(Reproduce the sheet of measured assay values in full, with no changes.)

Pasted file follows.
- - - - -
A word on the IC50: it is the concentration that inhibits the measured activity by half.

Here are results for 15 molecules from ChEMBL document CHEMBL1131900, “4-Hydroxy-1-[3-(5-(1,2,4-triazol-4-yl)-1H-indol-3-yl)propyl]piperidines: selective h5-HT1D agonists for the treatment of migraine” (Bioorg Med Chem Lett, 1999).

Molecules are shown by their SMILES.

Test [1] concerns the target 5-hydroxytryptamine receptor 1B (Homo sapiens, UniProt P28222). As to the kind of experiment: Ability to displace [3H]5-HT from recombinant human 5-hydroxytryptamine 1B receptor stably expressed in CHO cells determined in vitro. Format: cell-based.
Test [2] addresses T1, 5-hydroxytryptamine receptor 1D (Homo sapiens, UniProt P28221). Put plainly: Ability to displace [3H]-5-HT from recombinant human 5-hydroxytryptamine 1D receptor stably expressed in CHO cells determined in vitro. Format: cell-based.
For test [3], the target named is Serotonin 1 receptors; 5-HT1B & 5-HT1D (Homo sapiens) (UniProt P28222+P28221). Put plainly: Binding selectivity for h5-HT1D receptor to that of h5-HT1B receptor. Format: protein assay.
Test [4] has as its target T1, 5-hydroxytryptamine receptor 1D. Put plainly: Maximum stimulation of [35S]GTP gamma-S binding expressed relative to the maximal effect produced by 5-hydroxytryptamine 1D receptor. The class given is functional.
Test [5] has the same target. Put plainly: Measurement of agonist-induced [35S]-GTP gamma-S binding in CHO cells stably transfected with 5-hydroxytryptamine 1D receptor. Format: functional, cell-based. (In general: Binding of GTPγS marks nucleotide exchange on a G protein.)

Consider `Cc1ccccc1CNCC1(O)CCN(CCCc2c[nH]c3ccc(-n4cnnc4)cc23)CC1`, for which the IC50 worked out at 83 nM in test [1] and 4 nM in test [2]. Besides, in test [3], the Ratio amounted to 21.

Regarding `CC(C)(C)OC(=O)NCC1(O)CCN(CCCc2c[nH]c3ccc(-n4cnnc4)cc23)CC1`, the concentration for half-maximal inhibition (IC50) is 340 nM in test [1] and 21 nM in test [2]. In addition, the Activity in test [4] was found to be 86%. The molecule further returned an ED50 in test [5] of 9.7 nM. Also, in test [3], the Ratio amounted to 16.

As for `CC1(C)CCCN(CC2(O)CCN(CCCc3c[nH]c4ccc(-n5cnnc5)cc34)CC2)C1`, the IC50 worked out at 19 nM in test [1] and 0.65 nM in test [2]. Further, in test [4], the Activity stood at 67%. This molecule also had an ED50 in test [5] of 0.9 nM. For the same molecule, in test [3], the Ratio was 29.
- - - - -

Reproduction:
A word on the IC50: it is the concentration that inhibits the measured activity by half.

Here are results for 15 molecules from ChEMBL document CHEMBL1131900, “4-Hydroxy-1-[3-(5-(1,2,4-triazol-4-yl)-1H-indol-3-yl)propyl]piperidines: selective h5-HT1D agonists for the treatment of migraine” (Bioorg Med Chem Lett, 1999).

Molecules are shown by their SMILES.

Test [1] concerns the target 5-hydroxytryptamine receptor 1B (Homo sapiens, UniProt P28222). As to the kind of experiment: Ability to displace [3H]5-HT from recombinant human 5-hydroxytryptamine 1B receptor stably expressed in CHO cells determined in vitro. Format: cell-based.
Test [2] addresses T1, 5-hydroxytryptamine receptor 1D (Homo sapiens, UniProt P28221). Put plainly: Ability to displace [3H]-5-HT from recombinant human 5-hydroxytryptamine 1D receptor stably expressed in CHO cells determined in vitro. Format: cell-based.
For test [3], the target named is Serotonin 1 receptors; 5-HT1B & 5-HT1D (Homo sapiens) (UniProt P28222+P28221). Put plainly: Binding selectivity for h5-HT1D receptor to that of h5-HT1B receptor. Format: protein assay.
Test [4] has as its target T1, 5-hydroxytryptamine receptor 1D. Put plainly: Maximum stimulation of [35S]GTP gamma-S binding expressed relative to the maximal effect produced by 5-hydroxytryptamine 1D receptor. The class given is functional.
Test [5] has the same target. Put plainly: Measurement of agonist-induced [35S]-GTP gamma-S binding in CHO cells stably transfected with 5-hydroxytryptamine 1D receptor. Format: functional, cell-based. (In general: Binding of GTPγS marks nucleotide exchange on a G protein.)

Consider `Cc1ccccc1CNCC1(O)CCN(CCCc2c[nH]c3ccc(-n4cnnc4)cc23)CC1`, for which the IC50 worked out at 83 nM in test [1] and 4 nM in test [2]. Besides, in test [3], the Ratio amounted to 21.

Regarding `CC(C)(C)OC(=O)NCC1(O)CCN(CCCc2c[nH]c3ccc(-n4cnnc4)cc23)CC1`, the concentration for half-maximal inhibition (IC50) is 340 nM in test [1] and 21 nM in test [2]. In addition, the Activity in test [4] was found to be 86%. The molecule further returned an ED50 in test [5] of 9.7 nM. Also, in test [3], the Ratio amounted to 16.

As for `CC1(C)CCCN(CC2(O)CCN(CCCc3c[nH]c4ccc(-n5cnnc5)cc34)CC2)C1`, the IC50 worked out at 19 nM in test [1] and 0.65 nM in test [2]. Further, in test [4], the Activity stood at 67%. This molecule also had an ED50 in test [5] of 0.9 nM. For the same molecule, in test [3], the Ratio was 29.